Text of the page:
The microscope shows that compact bone is only so to the naked eye ; even a hand lens shows minute holes in it; it but differs from spongy bone in the fact that its cavities are much smaller, and the hard bony plates between them thicker. It a thin transverse section of the shaft of long bone (Fig. 23) be examined with a microscope magnifying about twenty diameters, even its densest part will be seen to show numerous openings which become gradually larger near the medullary cavity and pass insensibly into the spaces of the spongy bone around it. These openings are the cross sections of tubes known as the Haversian canals, which run all through the bone, the majority of them in the direction of its long axis, though numerous cross branches unite them. The outermost Haversian canals open on the surface of the bone beneath the periosteum; from there blood-vessels pass in, and, traversing the whole bone in these channels, convey materials for its growth and nourishment.

What is a long bone? Give examples. A tabular bone? Examples. A short bone? Examples. An irregular bone? Examples.

With what is most of the surface of bones covered? Where is the periosteum absent? What bones contain yellow marrow? What do the others contain?

Does compact bone contain any cavities? How may these be seen ? How does it differ from spongy bone ? What is seen when a thin slice of bone is magnified twenty times ? Where do the apertures in it become larger?

A, a transverse section of the ulna, natural size; showing the medullary cavity.

Fig. 23. A, a transverse section of the ulna, natural size; showing the medullary cavity. B, the more deeply shaded part of A magnified twenty diameters.

What are the Haversian canals? Where do the outer ones open? What enters them? Where do the blood-vessels of a bone run? What do they carry?

Around each Haversian canal is a series of plates or lamellú, each canal and its lamellú forming an Haversian system ; the entire bone is made up of a number of such systems, with the addition of a few lamellú lying in the corners between them, and some which run around the whole bone on its outer surface. In the spongy bone the Haversian canals are very large, containing red marrow as well as blood-vessels, and the lamellú around each are few in number.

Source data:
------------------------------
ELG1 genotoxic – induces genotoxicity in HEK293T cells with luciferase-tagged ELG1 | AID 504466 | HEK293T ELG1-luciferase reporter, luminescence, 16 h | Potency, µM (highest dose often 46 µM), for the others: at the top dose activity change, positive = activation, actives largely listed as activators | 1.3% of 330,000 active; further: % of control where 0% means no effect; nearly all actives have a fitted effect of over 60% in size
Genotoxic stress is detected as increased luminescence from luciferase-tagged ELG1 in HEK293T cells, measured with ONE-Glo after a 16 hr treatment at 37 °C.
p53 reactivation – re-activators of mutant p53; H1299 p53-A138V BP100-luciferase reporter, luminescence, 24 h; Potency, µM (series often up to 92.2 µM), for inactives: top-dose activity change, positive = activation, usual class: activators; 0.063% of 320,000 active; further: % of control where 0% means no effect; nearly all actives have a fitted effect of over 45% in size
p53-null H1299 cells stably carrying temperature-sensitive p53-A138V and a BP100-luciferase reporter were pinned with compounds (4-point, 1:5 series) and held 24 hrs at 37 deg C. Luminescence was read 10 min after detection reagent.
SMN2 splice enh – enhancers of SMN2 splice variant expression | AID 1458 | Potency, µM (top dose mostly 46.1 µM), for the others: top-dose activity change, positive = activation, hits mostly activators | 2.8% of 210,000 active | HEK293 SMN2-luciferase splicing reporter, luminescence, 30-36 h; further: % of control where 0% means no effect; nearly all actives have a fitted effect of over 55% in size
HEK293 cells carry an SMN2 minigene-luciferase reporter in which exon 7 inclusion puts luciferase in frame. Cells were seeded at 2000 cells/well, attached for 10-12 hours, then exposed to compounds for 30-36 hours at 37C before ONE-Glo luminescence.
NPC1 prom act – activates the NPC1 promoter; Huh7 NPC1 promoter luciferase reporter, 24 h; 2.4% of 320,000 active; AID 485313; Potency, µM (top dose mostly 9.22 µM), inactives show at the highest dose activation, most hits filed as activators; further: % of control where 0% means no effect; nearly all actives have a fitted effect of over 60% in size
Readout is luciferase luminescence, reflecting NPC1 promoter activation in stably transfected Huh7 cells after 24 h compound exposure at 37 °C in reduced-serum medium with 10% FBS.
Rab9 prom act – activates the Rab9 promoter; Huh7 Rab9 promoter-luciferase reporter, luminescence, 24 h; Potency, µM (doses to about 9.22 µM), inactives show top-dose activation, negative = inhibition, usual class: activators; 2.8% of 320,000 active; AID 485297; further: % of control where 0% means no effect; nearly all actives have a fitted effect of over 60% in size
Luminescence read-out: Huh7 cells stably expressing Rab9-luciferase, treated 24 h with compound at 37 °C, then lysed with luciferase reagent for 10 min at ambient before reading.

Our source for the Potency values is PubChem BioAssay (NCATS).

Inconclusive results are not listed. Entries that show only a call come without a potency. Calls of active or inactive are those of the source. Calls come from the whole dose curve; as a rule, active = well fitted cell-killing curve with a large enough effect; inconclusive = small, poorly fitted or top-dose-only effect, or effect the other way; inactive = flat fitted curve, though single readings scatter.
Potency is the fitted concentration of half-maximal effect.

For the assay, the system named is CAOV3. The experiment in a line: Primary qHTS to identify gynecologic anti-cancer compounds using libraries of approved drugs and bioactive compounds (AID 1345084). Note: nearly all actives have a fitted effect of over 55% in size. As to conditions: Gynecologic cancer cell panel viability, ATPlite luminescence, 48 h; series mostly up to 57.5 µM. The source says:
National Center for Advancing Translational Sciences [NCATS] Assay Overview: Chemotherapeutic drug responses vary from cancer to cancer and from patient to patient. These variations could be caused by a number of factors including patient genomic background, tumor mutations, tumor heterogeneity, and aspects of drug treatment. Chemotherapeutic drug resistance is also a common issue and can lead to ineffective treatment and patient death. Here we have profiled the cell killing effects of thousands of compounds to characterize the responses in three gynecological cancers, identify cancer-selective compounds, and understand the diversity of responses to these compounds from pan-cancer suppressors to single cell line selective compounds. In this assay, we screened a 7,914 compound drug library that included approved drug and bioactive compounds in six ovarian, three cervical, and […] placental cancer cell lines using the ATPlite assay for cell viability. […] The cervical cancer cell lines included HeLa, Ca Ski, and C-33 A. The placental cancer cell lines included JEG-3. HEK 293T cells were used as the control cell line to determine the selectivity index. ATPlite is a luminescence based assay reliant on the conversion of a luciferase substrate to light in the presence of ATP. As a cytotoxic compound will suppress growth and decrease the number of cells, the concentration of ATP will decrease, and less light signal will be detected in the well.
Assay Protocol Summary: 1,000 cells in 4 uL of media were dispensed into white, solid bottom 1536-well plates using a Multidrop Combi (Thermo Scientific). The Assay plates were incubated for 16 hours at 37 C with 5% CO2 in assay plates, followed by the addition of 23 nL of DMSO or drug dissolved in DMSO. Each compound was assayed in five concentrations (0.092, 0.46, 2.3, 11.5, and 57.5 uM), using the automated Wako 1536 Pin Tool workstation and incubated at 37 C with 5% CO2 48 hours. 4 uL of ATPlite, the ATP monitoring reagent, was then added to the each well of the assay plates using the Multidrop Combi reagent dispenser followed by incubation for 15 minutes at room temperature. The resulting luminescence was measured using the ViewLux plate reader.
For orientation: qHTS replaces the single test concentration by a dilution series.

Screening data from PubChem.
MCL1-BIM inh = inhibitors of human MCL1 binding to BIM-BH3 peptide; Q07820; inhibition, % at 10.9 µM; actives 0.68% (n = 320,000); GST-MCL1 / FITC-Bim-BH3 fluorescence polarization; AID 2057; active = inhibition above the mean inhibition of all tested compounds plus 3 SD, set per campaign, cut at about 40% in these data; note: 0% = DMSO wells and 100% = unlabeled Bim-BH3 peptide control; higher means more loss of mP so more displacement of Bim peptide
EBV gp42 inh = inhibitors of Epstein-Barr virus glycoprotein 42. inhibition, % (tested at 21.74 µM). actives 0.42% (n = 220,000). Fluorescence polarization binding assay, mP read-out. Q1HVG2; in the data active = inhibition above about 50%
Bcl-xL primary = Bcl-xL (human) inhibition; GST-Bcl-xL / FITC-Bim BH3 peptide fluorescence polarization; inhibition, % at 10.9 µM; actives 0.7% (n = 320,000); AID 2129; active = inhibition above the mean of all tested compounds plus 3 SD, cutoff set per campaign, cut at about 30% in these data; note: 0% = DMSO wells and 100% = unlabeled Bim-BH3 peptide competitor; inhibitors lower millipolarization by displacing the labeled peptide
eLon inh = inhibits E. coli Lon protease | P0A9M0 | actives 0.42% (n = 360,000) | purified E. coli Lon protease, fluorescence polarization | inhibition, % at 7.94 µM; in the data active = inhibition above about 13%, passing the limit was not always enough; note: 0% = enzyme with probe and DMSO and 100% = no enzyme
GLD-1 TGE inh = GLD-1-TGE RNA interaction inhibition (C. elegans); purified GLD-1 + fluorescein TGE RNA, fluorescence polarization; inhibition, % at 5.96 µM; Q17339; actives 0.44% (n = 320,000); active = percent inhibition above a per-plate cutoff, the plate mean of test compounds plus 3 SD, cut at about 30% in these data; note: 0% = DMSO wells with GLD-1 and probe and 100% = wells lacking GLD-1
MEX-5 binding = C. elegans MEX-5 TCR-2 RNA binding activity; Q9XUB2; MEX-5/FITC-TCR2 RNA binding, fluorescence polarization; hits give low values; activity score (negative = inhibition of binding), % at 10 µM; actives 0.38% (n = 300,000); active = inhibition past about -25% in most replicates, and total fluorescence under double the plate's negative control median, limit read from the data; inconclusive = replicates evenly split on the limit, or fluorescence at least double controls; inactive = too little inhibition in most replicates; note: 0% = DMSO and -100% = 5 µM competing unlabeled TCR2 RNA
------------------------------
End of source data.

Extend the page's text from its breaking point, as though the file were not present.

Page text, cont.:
A email piece of bone, ground very thin and highly magnified.

Fig. 24. A email piece of bone, ground very thin and highly magnified.

If a bit of bone be still more magnified (Fig. 24) we find that very small cavities lie between the lamellú; they are called lacunú; from each lacuna radiate many extremely fine tubes, the canaliculi, so that each lacuna with its canaliculi looks something like a small animal with a great many legs. The innermost canaliculi open into the Haversian canal of the system to which they belong, and those of various lacunú communicate with one another, so that a set of passages is provided through which liquid which transudes from the blood-vessel in the Haversian canal can ooze all through the bone.

What lies around each Haversian canal? What is an Haversian system? Of what does a bone consist in addition to Haversian systems? Arc the Haversian canals comparatively large or small in spongy bone? What do the spaces of spongy bone contain in addition to blood-vessels?

What spaces he between the lamellú of an Haversian system?

In a living bone a nucleated cell lies in each lacuna. These cells, the bone corpuscles, are the remnants of those which made the bone, all whose hard parts are but intercellular substance: a sort of skeleton is made by each cell around itself, and this adheres to the skeletons of the rest, and thus the whole bone is built.